The value of this discussion paper will emerge from the way in which we all engage with it in creating opportunities for coordinated research activities, encouraging exchange, building new partnerships and exploring potential projects as a focused thematic group.
Culture: A Global Perspective
Critical and Visual Literacy
Critical literacy likewise stresses that the many shades of meaning to be found in text represent a ‘reading of cultures’, with the reader exploring ‘around, behind, underneath, alongside, after and within the text’ (Luke, Comber and O’Brien, 1996:3 cited in Browett, 1999:2). Each reader engages and interprets text individually and ‘ “preferred” readings rely on appropriate cultural knowledge’ whilst ‘ “alternative” readings occur as a result of the differences in the cultural experience of the creator and the reader (Curriculum Corporation, 1994: 8-9; Lo Bianco, Liddicoat & Crozet, 1999:184-185).
The way forward for members of CCI is to identify potential areas of interest that will lead to the development of significant projects. Suggestions for grouping members of CCI along broad themes could include the following:
1. The role of literature and creative writing in the construction of cultural identity.
2. Postcolonial approaches and the construction of cultural identity.
3. The exploration of language and cultural identity.
4. Indigenous and introduced cultures and the construction of cultural identity.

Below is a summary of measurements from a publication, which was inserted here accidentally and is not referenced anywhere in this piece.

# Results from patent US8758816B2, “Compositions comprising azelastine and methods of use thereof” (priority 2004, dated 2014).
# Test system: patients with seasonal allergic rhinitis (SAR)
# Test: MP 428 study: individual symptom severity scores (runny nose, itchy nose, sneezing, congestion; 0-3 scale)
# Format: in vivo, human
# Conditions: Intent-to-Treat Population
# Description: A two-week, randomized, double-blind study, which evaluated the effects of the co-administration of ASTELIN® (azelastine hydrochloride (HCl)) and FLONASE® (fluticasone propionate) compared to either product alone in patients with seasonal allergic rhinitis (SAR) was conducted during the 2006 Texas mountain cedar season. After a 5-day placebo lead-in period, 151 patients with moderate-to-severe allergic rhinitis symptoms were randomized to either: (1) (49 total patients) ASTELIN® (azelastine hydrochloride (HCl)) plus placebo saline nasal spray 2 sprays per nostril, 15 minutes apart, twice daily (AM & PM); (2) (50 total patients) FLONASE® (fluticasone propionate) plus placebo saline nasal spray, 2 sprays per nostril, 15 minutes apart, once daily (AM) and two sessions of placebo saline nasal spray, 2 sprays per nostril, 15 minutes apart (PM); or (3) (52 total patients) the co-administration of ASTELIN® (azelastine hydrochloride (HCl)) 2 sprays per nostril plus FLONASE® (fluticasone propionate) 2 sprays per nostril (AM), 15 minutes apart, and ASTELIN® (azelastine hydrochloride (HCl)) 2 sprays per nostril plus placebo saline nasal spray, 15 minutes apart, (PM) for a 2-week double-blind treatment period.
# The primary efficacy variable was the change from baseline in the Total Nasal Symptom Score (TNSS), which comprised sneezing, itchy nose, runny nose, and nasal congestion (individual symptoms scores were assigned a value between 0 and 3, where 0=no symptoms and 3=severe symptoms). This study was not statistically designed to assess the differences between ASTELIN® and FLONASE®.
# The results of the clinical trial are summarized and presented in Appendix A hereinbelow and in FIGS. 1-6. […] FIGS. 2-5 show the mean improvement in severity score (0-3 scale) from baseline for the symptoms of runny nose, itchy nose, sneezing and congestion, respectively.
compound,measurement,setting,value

5. The role of film and the creative arts in creating cultural identity.
Research interests of CCI participants
Creative writing is an area of special focus for Jeri Kroll, who is also active in the pedagogy of creative writing, creative work as research, contemporary poetry and prose (primarily Australian and American) and Australian children's literature. Maria Elena Lorenzin writes fiction and is conducting research in fast fiction, microfiction, humour, parody and eroticism in Spanish American literature, distance learning technology and interactive online teaching. Steve Evans is exploring contemporary poetry and prose and is an active creative writer and teacher of writing (creative and professional), as well as a consultant in creative and professional writing.
Robert Phiddian’s research interests include Jonathan Swift, late
seventeenth and early eighteenth century literature and culture, the theory
and practice of literary parody, deconstruction and Australian political
satire. Graham Tulloch’s many research interests include Sir Walter